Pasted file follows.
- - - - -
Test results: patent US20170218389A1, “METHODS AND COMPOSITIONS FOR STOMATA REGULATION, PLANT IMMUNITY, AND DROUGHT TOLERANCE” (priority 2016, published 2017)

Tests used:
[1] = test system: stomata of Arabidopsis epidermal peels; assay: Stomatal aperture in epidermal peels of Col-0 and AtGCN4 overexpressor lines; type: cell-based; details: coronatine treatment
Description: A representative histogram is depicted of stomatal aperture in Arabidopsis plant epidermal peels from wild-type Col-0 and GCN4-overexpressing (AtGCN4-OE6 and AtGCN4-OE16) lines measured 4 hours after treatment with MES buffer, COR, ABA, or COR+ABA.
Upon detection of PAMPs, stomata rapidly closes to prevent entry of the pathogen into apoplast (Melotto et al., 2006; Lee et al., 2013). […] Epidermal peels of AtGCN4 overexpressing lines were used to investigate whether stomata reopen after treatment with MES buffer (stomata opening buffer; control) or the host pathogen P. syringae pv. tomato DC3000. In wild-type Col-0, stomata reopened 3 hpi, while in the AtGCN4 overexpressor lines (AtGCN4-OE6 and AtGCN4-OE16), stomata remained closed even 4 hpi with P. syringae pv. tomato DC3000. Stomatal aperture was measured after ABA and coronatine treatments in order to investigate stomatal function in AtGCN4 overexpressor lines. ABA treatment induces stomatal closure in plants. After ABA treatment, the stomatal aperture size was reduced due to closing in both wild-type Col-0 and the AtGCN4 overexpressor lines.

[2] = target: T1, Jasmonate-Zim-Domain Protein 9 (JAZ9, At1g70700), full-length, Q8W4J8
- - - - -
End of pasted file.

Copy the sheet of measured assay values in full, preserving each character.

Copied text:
Test results: patent US20170218389A1, “METHODS AND COMPOSITIONS FOR STOMATA REGULATION, PLANT IMMUNITY, AND DROUGHT TOLERANCE” (priority 2016, published 2017)

Tests used:
[1] = test system: stomata of Arabidopsis epidermal peels; assay: Stomatal aperture in epidermal peels of Col-0 and AtGCN4 overexpressor lines; type: cell-based; details: coronatine treatment
Description: A representative histogram is depicted of stomatal aperture in Arabidopsis plant epidermal peels from wild-type Col-0 and GCN4-overexpressing (AtGCN4-OE6 and AtGCN4-OE16) lines measured 4 hours after treatment with MES buffer, COR, ABA, or COR+ABA.
Upon detection of PAMPs, stomata rapidly closes to prevent entry of the pathogen into apoplast (Melotto et al., 2006; Lee et al., 2013). […] Epidermal peels of AtGCN4 overexpressing lines were used to investigate whether stomata reopen after treatment with MES buffer (stomata opening buffer; control) or the host pathogen P. syringae pv. tomato DC3000. In wild-type Col-0, stomata reopened 3 hpi, while in the AtGCN4 overexpressor lines (AtGCN4-OE6 and AtGCN4-OE16), stomata remained closed even 4 hpi with P. syringae pv. tomato DC3000. Stomatal aperture was measured after ABA and coronatine treatments in order to investigate stomatal function in AtGCN4 overexpressor lines. ABA treatment induces stomatal closure in plants. After ABA treatment, the stomatal aperture size was reduced due to closing in both wild-type Col-0 and the AtGCN4 overexpressor lines.

[2] = target: T1, Jasmonate-Zim-Domain Protein 9 (JAZ9, At1g70700), full-length, Q8W4J8